• HashBuiltin: x, y and result.
  • SignatureBuiltin: pub_key and message.

Therefore my_hash.result would access the hash of x and y, and my_signature.pub_key would access the public key of my_signature.

The builtin is used to standardise these components and to make type declaration simple.

  • A pointer to my_bitwise would be of type BitwiseBuiltin*.
  • A pointer to my_hash would be of type HashBuiltin*.
  • A pointer to my_signature would be of type SignatureBuiltin*.

A function expecting a hash as an argument:

from starkware.cairo.common.cairo_builtins import HashBuiltin

# The function is expecting a hash.
func use_hash(a_hash : HashBuiltin*):
    # a_hash.x

See the cairo_builtins module for more details.

default_dict

A module for creating a new dictionary in StarkNet. Unlike dict_new() in the dict, module, no hints are required. Operations on a default dict can be performed by using the dict module. A default dictionary is a dictionary that will return a uniform value for all keys that have not otherwise been set.

There are two functions:

  • default_dict_new(). Create new dictionary without a hint.
  • default_dict_finalize(). Check the default dictionary.

See the default_dict module for more details. See a deployed dictionary for an example.

default_dict_new()

Used to create a new dictionary. Returns a pointer to a dictionary that is empty, but will return a default value for all keys.

Accepts one explicit argument:

  • default_value, a felt representing the value that will be returned for all undeclared keys.

Returns:

  • res, a pointer to the DictAccess struct from the dict_access module.

default_dict_finalize()

Used to ensure that the prover has correctly set the default value of a new dictionary properly.

Accepts one implicit argument:

  • range_check_ptr

Accepts three explicit arguments:

  • dict_accesses_start of type DictAccess*, a pointer to the first instance of a dictionary modification.
  • dict_accesses_end of type DictAccess*, a pointer to the the last instance of a dictionary modification.

Returns:

  • dict_accesses_start of type DictAccess*, a pointer to the first instance of a dictionary modification.
  • dict_accesses_end of type DictAccess*, a pointer to the the last instance of a dictionary modification.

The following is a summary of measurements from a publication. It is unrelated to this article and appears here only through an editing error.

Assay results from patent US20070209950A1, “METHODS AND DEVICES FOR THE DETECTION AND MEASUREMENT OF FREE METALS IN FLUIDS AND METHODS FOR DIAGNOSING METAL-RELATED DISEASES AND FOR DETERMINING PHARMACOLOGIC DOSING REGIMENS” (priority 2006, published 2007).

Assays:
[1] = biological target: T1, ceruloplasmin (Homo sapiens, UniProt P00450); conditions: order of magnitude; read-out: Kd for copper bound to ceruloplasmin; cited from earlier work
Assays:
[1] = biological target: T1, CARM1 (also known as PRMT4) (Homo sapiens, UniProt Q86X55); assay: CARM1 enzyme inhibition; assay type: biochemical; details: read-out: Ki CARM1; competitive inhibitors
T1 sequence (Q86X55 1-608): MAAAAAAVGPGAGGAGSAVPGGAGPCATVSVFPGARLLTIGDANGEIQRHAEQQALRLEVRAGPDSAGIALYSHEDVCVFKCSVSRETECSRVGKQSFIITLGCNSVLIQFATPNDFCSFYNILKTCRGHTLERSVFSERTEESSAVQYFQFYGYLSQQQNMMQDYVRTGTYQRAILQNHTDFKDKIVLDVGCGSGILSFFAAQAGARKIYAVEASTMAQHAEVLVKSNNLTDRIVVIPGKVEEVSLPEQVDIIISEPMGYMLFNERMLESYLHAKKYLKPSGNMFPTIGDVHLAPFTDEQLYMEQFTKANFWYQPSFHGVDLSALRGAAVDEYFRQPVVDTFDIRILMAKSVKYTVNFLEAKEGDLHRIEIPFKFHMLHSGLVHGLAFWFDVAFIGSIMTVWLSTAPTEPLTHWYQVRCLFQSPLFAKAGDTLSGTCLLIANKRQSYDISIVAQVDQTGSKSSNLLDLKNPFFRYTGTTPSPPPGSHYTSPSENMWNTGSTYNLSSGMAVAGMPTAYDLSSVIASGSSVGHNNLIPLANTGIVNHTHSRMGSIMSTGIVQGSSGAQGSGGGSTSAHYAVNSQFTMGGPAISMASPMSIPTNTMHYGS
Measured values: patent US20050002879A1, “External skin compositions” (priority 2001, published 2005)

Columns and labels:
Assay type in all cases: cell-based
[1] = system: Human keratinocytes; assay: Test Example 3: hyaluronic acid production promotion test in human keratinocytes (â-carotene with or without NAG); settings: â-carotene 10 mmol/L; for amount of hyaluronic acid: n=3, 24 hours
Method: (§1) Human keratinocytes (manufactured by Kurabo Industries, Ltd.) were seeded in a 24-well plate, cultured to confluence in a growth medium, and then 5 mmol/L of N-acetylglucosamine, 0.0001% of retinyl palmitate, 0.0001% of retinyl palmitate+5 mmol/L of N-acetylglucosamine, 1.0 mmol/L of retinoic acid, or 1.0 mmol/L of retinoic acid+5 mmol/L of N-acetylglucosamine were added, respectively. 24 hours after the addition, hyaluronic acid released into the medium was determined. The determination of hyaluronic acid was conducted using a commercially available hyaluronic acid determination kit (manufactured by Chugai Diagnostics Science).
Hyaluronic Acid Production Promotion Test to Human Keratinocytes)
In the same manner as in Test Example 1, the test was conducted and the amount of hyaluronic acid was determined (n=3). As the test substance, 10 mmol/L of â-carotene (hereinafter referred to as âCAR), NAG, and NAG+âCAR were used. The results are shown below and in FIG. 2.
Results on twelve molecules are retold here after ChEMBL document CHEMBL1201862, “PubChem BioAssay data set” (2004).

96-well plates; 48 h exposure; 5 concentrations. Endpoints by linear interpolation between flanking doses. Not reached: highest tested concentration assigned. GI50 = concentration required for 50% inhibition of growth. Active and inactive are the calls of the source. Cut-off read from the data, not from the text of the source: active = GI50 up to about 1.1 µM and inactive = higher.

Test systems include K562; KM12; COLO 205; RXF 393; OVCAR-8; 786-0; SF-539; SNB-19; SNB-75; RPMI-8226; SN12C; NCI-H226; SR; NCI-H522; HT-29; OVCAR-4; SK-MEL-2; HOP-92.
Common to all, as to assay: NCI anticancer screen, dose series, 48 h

When a new dictionary is being made, the dict_access_start and dict_access_end may both be set to the pointer returned from default_dict_new().

dict

See the dict module for more details. See a deployed dictionary for an example.

dict_new()

Creates a new dictionary, populated using a hint. Not available in StarkNet, where default_dict_new() is used instead.

Returns:

  • res of type DictAccess*, a pointer to a struct from the dict_access module.

Values may be initialized by first declaring a dictionary inside a hint using the special variable name initial_dict.

%{
    initial_dict = {
        1: 5,
        3: 15,
        5: 25
    }
%}
let (new_dict) = dict_new()  # Has three key-value pairs.

dict_read()

Returns the value of a key-value pair in a dictionary.

Accepts one implicit argument:

  • dict_ptr of type DictAccess*, a pointer to the dictionary.

Accepts one explicit argument:

  • key of type felt, the key of the key-value pair.

Returns one argument:

  • value of type felt, the value of the key-value pair.

dict_write()

Sets the value of a key-value pair in a dictionary.

Accepts one implicit argument:

  • dict_ptr of type DictAccess*, a pointer to the dictionary.

Accepts two explicit arguments:

  • key of type felt, the key of the key-value pair.
  • new_value of type felt, the new value of the key-value pair.

dict_update()

Sets the value of a key-value pair in a dictionary, requiring that the previous value be known.

Accepts one implicit argument:

  • dict_ptr of type DictAccess*, a pointer to the dictionary.

Accepts three explicit arguments:

  • key of type felt, the key of the key-value pair.
  • prev_value of type felt, the old value of the key-value pair.
  • new_value of type felt, the new value of the key-value pair.

dict_squash()

Takes a dictionary that has been modified and returns a new dictionary with the modifications applied. The act of modifying a dictionary in Cairo creates intermediate entries for each key-value update. The squash operation summarizes those such that each key only has one entry.

Accepts one implicit argument:

  • dict_ptr of type DictAccess*, a pointer to the dictionary.

Accepts two explicit arguments:

  • dict_accesses_start of type DictAccess*, a pointer to the first state in a series of dictionary state updates.
  • dict_accesses_end of type DictAccess*, a pointer to the last state in a series of dictionary state updates.

Returns: